R.E.M.'s "Driver 8" 45 sleeve

R.E.M.  “Driver 8″  b/w  “Crazy” (I.R.S. Records #52678, 1985)

Alternative rock became a saleable commodity in the 1990’s, but back in ’85 it was mostly confined to non-commercial college radio stations, dorm-room record-players, frat-house keggers and a string of musky all-ages clubs that stretched from Jacksonville to San Diego.  Acting as a genuine “alternative” to all the Poison, Warrant and Cinderella gumming up the airwaves, down-to-earth acts like The Minutemen, Husker Du and The Replacements provided a much-needed sanctuary for those of us whose favorite Saturday night records were Marquee Moon and Pink Flag, and whose favorite Sunday morning record was The Velvet Underground & Nico.  By simply being themselves, Athens, GA’s R.E.M. rose to become the intelligent, headstrong, always forward-looking and never-reluctant centerpiece of this phenomenon, and their championing of other great bands who influenced them was second to none.  Along with being an R.E.M. fan came the bonus of others’ great music too.  At the time of release, I saw this week’s featured single as a mature talisman from wizened elder-statesmen.  Looking back, I see that it was only just the beginning.

The back of R.E.M.'s "Driver 8" 45 sleeve

If you say it fast enough, the title “Driver 8″ could be mistaken for “Gyrate,” which was the name of a popular LP by Athens art-dance-rock pioneers Pylon some five years prior (around the same time as Gang Of Four’s Entertainment! and The B-52’s’ Wild Planet, to put it in context).  And our boys hold very true to that influence in the song itself, which intercuts Michael Stipe’s oblique Southern storytelling with the same kind of terse, jerky, stark rhythms and wiry guitars patented by their new wave Georgian forebears.  And the train conductor says, “Take a break…”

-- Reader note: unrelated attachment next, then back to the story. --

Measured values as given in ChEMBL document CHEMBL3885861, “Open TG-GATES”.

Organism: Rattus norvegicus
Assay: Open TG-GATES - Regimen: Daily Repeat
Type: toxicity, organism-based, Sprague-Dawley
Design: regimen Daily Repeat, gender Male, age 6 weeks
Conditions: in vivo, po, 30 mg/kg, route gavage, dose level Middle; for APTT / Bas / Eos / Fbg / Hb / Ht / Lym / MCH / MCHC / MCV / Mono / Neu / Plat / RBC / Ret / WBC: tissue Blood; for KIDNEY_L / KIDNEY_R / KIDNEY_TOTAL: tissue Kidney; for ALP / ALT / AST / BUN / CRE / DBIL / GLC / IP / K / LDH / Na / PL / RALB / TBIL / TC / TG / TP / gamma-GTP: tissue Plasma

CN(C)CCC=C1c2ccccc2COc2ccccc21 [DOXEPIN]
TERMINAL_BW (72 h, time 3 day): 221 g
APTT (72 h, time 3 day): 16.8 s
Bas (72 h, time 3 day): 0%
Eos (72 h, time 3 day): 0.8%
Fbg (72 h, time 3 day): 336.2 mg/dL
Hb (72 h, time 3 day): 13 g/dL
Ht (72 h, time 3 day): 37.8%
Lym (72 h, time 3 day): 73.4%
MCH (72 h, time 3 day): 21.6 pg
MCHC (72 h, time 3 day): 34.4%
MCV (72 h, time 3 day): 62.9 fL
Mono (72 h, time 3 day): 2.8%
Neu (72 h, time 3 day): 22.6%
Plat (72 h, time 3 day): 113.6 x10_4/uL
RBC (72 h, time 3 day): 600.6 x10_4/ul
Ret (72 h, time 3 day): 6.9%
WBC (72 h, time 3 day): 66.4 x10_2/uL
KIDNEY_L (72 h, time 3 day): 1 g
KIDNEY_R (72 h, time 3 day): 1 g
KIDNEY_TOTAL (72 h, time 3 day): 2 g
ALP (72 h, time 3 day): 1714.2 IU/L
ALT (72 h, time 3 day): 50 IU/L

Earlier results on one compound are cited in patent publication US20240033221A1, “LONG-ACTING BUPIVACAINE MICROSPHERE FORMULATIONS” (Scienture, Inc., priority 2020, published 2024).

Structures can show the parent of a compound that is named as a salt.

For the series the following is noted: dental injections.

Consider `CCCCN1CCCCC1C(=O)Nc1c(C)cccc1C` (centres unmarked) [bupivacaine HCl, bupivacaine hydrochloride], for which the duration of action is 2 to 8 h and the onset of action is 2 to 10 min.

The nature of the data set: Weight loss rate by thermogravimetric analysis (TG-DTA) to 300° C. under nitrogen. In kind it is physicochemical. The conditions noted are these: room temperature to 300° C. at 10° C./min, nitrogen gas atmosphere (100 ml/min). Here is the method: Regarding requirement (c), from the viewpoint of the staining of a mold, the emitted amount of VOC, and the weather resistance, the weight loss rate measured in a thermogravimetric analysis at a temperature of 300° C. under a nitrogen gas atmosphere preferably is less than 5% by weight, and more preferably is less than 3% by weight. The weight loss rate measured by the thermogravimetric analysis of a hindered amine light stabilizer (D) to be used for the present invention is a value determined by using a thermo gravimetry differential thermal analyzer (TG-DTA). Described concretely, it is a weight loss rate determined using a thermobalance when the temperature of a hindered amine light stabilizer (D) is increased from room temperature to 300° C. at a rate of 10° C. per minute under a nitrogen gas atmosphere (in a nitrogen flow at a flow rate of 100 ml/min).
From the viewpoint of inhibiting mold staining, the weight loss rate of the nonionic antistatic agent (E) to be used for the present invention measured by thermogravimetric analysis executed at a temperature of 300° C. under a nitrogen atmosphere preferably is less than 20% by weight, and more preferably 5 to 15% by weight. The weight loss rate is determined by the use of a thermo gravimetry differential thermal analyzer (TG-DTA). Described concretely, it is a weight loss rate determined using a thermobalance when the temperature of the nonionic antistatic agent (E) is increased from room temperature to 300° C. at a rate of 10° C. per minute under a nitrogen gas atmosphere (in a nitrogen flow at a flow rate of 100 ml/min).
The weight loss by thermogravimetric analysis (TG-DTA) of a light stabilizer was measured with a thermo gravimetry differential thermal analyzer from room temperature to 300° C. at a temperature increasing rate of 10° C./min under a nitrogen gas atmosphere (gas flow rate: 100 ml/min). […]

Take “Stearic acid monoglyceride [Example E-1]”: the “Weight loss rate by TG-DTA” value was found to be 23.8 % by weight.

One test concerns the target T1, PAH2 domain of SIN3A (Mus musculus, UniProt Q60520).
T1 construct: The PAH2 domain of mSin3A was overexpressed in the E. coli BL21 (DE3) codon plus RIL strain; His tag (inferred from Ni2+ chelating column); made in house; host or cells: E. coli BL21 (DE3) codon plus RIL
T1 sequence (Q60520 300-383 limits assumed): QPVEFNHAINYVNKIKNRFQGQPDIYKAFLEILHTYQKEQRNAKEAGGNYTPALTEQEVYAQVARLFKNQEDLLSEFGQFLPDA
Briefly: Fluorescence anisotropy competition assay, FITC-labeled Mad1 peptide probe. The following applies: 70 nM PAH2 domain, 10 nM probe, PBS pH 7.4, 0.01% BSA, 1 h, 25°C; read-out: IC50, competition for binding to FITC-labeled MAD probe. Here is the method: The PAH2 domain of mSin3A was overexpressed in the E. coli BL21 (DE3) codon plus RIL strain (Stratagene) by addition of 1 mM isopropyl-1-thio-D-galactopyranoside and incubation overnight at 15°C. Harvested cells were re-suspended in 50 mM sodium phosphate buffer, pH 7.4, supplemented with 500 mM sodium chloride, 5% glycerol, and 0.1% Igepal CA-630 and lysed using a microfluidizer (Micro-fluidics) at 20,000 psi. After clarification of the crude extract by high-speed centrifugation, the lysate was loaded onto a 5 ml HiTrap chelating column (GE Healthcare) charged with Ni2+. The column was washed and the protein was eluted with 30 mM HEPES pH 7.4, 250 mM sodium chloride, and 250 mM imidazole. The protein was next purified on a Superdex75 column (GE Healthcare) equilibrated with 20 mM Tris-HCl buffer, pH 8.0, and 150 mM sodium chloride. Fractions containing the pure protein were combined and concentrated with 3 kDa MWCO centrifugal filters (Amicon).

Watch the video for \”Driver 8\” by R.E.M. on YouTube

“Driver 8” was the 2nd of two singles pulled from R.E.M.’s third LP, the Joe Boyd-produced Fables Of The Reconstruction (or Reconstruction Of The Fables, depending on which way you hold the record), an album which focused less on the reverberating, ringing jangle of their previous efforts (which nearly ignored the caffeinated agit-prop of their early live shows) and more on the solid, dense rock foundation that was about to bring them worldwide success.  More Tom Verlaine and less Roger McGuinn, one could say.  The house wasn’t fully built yet, but the cornerstones were well in place.

R.E.M.'s 1985 LP "Fables Of The Reconstruction"

Side B serves up more Pylon in the form of a straight-up cover of their 1981 single, “Crazy.”  It sounds so good that I wish they’d done a whole album of Pylon covers.  This recording later appeared on R.E.M.’s Dead Letter Office CD (a great collections of B-sides, and also for the longest time the only way you could get their brilliant Chronic Town EP). You can check out a live concert recording from ’89 here, but even cooler is this more recent footage of Pylon themselves performing the song at KFJC Los Altos last November, keeping very true to their original vision.

Pylon's classic "Gyrate" LP

I don’t need to tell you what became of Rock & Roll Hall-Of-Famers R.E.M., but Pylon broke up and reunited several times over, releasing three albums-worth of heavenly, danceable, overlooked genius, plus one best-of collection (appropriately titled, “Hits”).  Guitarist/songwriter Randy Bewley died this past February, after suffering a heart attack while driving, sadly putting an end to all things Pylon.

NEXT WEEK: The farther one travels, the less one knows.